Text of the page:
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Florida Poly researchers are working to protect driverless cars from cyberattacks

“If your autonomous vehicle is hacked, we could be talking about life-threatening consequences.”

Researchers at Florida Polytechnic University are using potential hacking situations to make driverless cars safer.

Arman Sargolzaei, an assistant professor of electrical engineering, received a grant to research threats to autonomous vehicles and drones, identify weaknesses and design stronger systems to prevent potential attacks.

“If your bank account is hacked, that causes serious financial problems. But if your autonomous vehicle is hacked, we could be talking about life-threatening consequences,” Sargolzaei said.

One potential area of weakness Sargolzaei is looking into is called Time Delay Switched. In that attack, hackers insert a time delay into a networked control system, which in driverless cars, could affect the immediacy in which controllers receive information. If that happens, sensors could malfunction, and vehicles could potentially crash.

“These attacks represent major safety issues in the future,” Sargolzaei said. “Hackers might use these new kinds of attacks in the future, and we don’t want to wait for that to happen to then figure out what to do.”

Sargolzaei and his collaborators invented the Time Delay Switch hack and received a patent for ways to detect and respond to it.

The team is also testing autonomous technology with False Data Injection, which could also cause safety issues.

Sargolzaei’s team created a random attack generator to combine both threats to test various cyberattack possibilities. Knowing the weaknesses helps researchers identify ways to protect against them.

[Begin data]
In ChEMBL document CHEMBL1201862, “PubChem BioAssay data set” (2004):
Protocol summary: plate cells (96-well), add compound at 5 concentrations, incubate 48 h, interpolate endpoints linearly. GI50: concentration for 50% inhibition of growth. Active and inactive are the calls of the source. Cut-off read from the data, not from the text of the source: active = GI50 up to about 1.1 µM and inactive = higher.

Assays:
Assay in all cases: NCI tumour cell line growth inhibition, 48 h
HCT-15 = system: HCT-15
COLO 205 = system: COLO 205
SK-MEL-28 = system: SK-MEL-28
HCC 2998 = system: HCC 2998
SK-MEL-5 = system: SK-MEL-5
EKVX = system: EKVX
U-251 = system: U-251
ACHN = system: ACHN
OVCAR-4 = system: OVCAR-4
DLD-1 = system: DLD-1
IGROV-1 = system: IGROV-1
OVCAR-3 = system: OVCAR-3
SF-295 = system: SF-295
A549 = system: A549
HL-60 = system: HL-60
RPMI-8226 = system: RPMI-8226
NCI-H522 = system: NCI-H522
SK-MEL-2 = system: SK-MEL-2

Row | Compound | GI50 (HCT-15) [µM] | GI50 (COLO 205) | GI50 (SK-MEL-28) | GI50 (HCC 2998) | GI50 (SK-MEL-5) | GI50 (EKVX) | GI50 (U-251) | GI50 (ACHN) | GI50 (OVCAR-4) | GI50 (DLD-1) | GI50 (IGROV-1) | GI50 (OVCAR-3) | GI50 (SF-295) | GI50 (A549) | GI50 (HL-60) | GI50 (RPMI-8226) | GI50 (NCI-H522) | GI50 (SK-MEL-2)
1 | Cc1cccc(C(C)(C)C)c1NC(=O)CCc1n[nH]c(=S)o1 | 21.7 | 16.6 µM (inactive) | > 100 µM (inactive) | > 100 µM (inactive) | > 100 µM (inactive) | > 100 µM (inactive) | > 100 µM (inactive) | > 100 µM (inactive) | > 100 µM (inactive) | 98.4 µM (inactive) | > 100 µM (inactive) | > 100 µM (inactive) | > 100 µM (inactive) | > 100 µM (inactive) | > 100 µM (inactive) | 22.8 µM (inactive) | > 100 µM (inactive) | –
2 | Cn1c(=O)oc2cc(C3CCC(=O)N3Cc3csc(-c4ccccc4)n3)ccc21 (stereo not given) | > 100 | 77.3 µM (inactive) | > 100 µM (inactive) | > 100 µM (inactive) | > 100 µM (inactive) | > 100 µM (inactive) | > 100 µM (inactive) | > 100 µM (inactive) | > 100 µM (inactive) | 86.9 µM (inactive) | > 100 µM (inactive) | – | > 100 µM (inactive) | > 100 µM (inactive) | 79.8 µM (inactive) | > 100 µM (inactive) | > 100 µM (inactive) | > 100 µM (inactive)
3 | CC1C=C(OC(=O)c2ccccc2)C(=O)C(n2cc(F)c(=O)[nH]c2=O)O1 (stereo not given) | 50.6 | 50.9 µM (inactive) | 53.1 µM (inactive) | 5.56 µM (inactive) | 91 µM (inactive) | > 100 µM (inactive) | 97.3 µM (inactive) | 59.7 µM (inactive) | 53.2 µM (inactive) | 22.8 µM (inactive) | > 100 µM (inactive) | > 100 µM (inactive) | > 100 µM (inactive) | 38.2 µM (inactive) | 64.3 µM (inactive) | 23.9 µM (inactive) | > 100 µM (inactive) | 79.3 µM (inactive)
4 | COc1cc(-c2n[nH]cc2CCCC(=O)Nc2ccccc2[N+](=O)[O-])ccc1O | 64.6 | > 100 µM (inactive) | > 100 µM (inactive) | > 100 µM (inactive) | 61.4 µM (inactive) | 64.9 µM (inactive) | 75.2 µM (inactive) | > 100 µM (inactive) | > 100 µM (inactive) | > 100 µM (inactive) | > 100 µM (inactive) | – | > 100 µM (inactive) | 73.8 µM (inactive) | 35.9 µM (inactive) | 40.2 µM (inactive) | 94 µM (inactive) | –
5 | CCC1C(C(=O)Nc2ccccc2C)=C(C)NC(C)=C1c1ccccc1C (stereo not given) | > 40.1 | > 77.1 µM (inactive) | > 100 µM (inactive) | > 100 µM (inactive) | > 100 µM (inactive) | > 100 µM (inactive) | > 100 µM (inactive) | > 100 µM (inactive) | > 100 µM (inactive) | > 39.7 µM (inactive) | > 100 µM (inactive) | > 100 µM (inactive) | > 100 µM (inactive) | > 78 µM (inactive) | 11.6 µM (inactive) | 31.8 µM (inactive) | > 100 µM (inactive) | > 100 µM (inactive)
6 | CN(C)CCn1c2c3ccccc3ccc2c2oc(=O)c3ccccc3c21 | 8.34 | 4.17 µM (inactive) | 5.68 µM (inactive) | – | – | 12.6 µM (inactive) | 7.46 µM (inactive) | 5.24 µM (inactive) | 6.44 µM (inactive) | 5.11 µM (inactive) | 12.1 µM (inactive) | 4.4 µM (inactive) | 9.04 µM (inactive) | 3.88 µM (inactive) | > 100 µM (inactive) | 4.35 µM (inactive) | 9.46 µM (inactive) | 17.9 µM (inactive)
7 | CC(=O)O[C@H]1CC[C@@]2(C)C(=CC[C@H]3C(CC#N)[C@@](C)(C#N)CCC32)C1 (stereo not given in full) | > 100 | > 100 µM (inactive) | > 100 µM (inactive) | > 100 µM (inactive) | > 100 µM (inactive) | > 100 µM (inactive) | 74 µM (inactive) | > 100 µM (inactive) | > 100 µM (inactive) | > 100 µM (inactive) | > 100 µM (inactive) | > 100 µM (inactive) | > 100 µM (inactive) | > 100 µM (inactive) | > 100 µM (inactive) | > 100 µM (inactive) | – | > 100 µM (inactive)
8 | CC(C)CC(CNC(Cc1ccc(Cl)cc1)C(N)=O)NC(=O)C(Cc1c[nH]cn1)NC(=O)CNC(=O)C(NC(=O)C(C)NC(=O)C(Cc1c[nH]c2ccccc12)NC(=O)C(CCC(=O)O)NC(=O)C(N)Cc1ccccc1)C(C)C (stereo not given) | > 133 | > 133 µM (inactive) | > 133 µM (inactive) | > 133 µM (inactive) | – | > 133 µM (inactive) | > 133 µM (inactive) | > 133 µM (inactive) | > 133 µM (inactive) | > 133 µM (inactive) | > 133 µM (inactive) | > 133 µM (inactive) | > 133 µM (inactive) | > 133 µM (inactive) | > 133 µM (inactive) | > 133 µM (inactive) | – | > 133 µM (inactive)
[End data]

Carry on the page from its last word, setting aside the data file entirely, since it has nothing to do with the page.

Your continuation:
“Cyberattacks, in general, are a big problem, but the focus is usually on cybersecurity, more on the software side of things,” Sargolzaei said. “But when it’s about the security of cyber-physical systems, we’re talking directly about people’s safety.”

The research is also part of Florida Poly’s Advanced Mobility Institute’s efforts to develop and test autonomous vehicle technology in the state.

Navid Khoshavi, assistant professor of computer science at Florida Poly, and Kan K. Yen, professor of electrical engineering at Florida International University, are collaborating on the project.

Janelle Irwin Taylor has been a professional journalist covering local news and politics in the Tampa Bay area since 2003. Most recently, Janelle reported for the Tampa Bay Business Journal. She formerly served as the sole staff reporter for WMNF News and previously covered news for Patch.com and various local neighborhood newsletters. Her work has been featured in the New York Daily News, Free Speech Radio News and Florida Public Radio and she's been interviewed by radio stations across the nation for her coverage of the 2012 Republican National Convention. Janelle is a die-hard news junkie who isn't afraid to take on big names in local politics, including Tampa Mayor Bob Buckhorn, the dirty business of trash and recycling in St. Pete and contentious issues surrounding transit. Her work as a reporter and radio host has earned her two WMNF awards including News Volunteer of the Year and Public Affairs Volunteer of the Year. Janelle is also a devoted wife and mother to three brilliant and beautiful daughters who are a constant source of inspiration and occasional blogging fodder.

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